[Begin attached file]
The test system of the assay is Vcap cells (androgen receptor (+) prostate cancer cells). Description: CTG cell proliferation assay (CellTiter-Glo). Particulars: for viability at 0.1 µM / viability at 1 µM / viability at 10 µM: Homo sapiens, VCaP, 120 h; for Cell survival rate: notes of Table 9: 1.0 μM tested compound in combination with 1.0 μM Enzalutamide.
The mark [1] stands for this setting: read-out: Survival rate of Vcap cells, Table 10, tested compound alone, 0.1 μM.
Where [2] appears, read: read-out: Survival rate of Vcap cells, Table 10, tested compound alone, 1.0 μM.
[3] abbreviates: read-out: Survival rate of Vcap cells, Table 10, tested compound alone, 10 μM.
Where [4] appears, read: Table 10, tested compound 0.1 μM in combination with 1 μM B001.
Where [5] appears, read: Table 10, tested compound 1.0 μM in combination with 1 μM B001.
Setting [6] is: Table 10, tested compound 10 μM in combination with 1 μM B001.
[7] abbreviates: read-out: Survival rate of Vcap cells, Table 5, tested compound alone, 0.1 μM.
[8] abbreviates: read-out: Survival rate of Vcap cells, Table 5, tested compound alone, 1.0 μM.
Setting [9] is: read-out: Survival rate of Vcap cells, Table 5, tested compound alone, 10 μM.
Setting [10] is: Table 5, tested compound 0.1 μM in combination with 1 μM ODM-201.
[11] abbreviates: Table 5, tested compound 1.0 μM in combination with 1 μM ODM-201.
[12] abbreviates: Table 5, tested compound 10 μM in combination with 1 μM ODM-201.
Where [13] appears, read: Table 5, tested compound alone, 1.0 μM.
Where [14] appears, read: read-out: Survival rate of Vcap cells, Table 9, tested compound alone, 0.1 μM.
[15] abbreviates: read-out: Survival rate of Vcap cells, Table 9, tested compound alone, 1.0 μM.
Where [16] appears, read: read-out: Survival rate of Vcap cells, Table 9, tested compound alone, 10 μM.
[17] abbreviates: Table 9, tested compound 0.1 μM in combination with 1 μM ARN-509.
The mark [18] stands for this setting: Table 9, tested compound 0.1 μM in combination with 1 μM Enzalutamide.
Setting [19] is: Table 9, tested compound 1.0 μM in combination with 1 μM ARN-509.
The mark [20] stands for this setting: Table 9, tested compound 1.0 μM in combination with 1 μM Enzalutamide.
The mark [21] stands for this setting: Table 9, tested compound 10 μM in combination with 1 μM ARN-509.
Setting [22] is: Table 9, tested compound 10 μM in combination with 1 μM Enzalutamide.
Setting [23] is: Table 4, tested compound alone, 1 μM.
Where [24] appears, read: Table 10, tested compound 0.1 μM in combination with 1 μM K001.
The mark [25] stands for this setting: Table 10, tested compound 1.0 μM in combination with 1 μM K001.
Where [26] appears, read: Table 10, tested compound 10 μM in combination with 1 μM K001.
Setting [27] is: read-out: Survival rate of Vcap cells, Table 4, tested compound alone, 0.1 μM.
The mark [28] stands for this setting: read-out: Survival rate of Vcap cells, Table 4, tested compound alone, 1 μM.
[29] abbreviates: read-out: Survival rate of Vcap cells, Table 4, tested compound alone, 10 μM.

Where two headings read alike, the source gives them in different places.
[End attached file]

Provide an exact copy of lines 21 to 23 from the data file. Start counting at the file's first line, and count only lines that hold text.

The mark [20] stands for this setting: Table 9, tested compound 1.0 μM in combination with 1 μM Enzalutamide.
The mark [21] stands for this setting: Table 9, tested compound 10 μM in combination with 1 μM ARN-509.
Setting [22] is: Table 9, tested compound 10 μM in combination with 1 μM Enzalutamide.